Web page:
Patronize also means to frequent or be a regular customer of. To patronize a restaurant is to eat there often, not to treat it as an inferior.
paucity (PAW suh tee) n scarcity
peccadillo (pek uh DIL oh) n a minor offense
pedantic (puh DAN tik) adj boringly scholarly or academic
pedestrian (puh DES tree un) adj unimaginative; banal
A pedestrian is someone walking, but to be pedestrian is to be something else altogether.
pejorative (pi JOR uh tiv) adj negative; disparaging
"Hi, stupid" is a pejorative greeting. "Loudmouth" is a nickname with a pejorative connotation.
penchant (PEN chunt) n a strong taste or liking for something; a predilection
Dogs have a penchant for chasing cats and mailmen.
penitent (PEN uh tunt) adj sorry; repentant; contrite
pensive (PEN siv) adj thoughtful and sad
peremptory (puh REMP tuh ree) adj final; categorical; dictatorial
Someone who is peremptory says or does something without giving anyone a chance to dispute it.
perennial (puh REN ee ul) adj continual; happening again and again or year after year
Flowers called perennials are flowers that bloom year after year without being replanted.
Biennial (bye EN ee ul) and centennial (sen TEN ee ul) are related words. Biennial means happening once every two years (biannual means happening twice a year). Centennial means happening once every century.
perfidy (PUR fuh dee) n treachery
I was appalled at Al's perfidy. He had sworn to me that he was my best friend, but then he asked my girlfriend to the prom.
To engage in perfidy is to be perfidious (pur FID ee us).
perfunctory (pur FUNGK tuh ree) adj unenthusiastic; careless
Sandra's lawn mowing was perfunctory at best: She skipped all the difficult parts and didn't rake up the clippings.
peripatetic (per uh pet TET ik) adj wandering; traveling continually; itinerant
Groupies are a peripatetic bunch, traveling from concert to concert to follow their favorite rock stars.
periphery (puh RIF uh ree) n the outside edge of something
perjury (PUR jur ee) n lying under oath
permeate (PUR mee ayt) v to spread or seep through; to penetrate
A horrible smell quickly permeated the van after Kinsey farted.
Something that can be permeated is said to be permeable.
pernicious (pur NISH us) adj deadly; extremely evil
Lung cancer is a pernicious disease.
perquisite (PUR kwuh zit) n a privilege that goes along with a job; a "perk"
Free access to a photocopier is a perquisite of most office jobs.
A perquisite should not be confused with a prerequisite (pree REK wuh zit), which is a necessity.
pertinent (PUR tuh nunt) adj relevant; dealing with the matter at hand
The suspect said that he was just borrowing the jewelry for a costume ball. The cop said he did not think that was pertinent.
By the way, impertinent means disrespectful.
perturb (pur TURB) v to disturb greatly
Ivan's mother was perturbed by his aberrant behavior at the dinner table. Ivan's father was not bothered. Nothing bothered Ivan, Sr. He was imperturbable.
peruse (puh ROOZ) v to read carefully
This word is misused more often than it is used correctly. To peruse something is not to skim it or read it quickly. To peruse something is to study it or read it with great care.
To peruse something is to engage in perusal.
prerequisite (pree REK wuh zit) n a necessity
Chemistry is a prerequisite to Physics; you must take Chemistry before you can take Physics.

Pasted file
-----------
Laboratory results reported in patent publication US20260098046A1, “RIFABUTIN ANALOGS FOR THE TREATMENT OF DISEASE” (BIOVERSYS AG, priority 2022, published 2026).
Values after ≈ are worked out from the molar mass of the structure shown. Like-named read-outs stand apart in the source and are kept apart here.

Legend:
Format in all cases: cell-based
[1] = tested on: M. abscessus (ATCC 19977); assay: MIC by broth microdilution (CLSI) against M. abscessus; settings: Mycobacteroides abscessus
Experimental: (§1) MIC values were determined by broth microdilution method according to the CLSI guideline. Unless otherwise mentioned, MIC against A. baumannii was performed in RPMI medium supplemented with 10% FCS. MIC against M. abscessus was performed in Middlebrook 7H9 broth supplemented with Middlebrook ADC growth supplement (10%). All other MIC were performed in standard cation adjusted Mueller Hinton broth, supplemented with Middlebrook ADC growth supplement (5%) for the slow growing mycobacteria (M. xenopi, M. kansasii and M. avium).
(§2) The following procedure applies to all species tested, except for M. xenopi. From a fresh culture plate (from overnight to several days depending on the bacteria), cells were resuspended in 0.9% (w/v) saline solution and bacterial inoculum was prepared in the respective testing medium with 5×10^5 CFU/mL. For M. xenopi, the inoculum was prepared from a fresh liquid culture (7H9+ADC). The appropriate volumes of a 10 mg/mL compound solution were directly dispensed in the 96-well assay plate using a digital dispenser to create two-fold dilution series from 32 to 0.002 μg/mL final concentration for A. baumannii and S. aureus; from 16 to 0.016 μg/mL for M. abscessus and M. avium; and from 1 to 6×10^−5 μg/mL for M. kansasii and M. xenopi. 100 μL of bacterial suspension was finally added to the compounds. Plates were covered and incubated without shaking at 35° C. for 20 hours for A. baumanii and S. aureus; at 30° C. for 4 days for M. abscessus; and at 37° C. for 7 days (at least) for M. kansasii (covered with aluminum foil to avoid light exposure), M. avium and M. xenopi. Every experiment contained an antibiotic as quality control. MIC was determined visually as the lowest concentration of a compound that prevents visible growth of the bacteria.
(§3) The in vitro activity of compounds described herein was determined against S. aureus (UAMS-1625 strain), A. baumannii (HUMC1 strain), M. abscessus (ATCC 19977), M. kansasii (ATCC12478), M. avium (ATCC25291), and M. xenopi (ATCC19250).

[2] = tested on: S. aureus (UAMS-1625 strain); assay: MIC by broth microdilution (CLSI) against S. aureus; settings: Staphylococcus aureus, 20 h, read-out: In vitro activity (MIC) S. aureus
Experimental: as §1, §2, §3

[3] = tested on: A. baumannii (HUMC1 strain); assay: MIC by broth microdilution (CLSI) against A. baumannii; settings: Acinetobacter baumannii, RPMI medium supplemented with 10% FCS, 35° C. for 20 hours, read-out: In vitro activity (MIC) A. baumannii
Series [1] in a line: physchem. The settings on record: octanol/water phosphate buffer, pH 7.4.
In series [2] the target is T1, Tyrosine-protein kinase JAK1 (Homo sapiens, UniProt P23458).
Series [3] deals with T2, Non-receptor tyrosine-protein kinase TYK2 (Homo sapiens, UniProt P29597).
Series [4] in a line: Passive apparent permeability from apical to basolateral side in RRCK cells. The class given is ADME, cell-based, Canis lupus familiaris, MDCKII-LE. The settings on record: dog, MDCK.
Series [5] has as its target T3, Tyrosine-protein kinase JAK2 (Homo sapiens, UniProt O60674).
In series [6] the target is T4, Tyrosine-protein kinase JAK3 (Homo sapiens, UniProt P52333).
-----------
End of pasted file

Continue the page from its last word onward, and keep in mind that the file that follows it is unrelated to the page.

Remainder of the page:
pervade (pur VAYD) v to spread throughout
A terrible smell pervaded the apartment building after the sewer explosion.
Something that pervades is pervasive.
petulant (PECH uh lunt) adj rude; cranky; ill-tempered
The petulant waiter slammed down our water glasses and spilled a tureen of soup onto Roger's kilt.
To be petulant is to engage is petulance, or rudeness.
philanthropy (fi LAN thruh pee) n love of mankind, especially by doing good deeds
A charity is a philanthropic (fi lun THRAH pik) institution. An altruist is someone who cares about other people. A philanthropist (fi LAN thruh pist) is actively doing things to help, usually by giving time or money.
philistine (FIL i steen) n a smugly ignorant person with no appreciation of intellectual or artistic matters
pious (PYE us) adj reverent or devout; outwardly (and sometimes falsely) reverent or devout; hypocritical
This is a sometimes confusing word with meaning that are very nearly opposite each other.
A pious Presbyterian is one who goes to church every Sunday and says his prayers every night before bed. Pious in the sense means something like religiously dutiful.
Pious can also be used to describe behavior or feelings that aren't religious at all but are quite hypocritical.
The adulterous minister's sermon on marital fidelity was filled with pious disregard for his own sins.
pivotal (PIV uh tul) adj crucial
Pivotal is the adjective form of the verb to pivot. To pivot is to turn on a single point or shaft. A basketball player pivots when he turns while leaving one foot planted in the same place on the floor.
A pivotal comment is a comment that turns a discussion. It is an important comment.
placate (PLAY kayt) v to pacify; to appease; to soothe
The tribe placated the angry volcano by tossing a few teenagers into the raging crater.
plaintive (PLAYN tiv) adj expressing sadness or sorrow
You could also say that there was plaintiveness in that bird's song.
don't confuse plaintive with plaintiff. A plaintiff is a person who takes someone to court--who makes a legal complaint.
platitude (PLAT uh tood) n a dull or trite remark; a cliche
The principle thinks he is a great orator, but his loud, boring speech was full of platitudes.
plebeian (pluh BEE un) adj common; vulgar; low-class
Plebeian is the opposite of aristocratic.
plethora (PLETH ur uh) n an excess
We ate a plethora of candy on Halloween and a plethora of turkey on Thanksgiving.
poignant (POYN yunt) adj painfully emotional; extremely moving; sharp or astute
The words poignant and pointed are very closely related, and they share much of the same range of meaning.
A poignant scene is one that is so emotional or moving that it is almost painful to watch.
Poignant can also man pointed in the sense of sharp or astute. A poignant comment might be one that shows great insight.
polarize (POH luh ryze) v to break up into opposing factions or groupings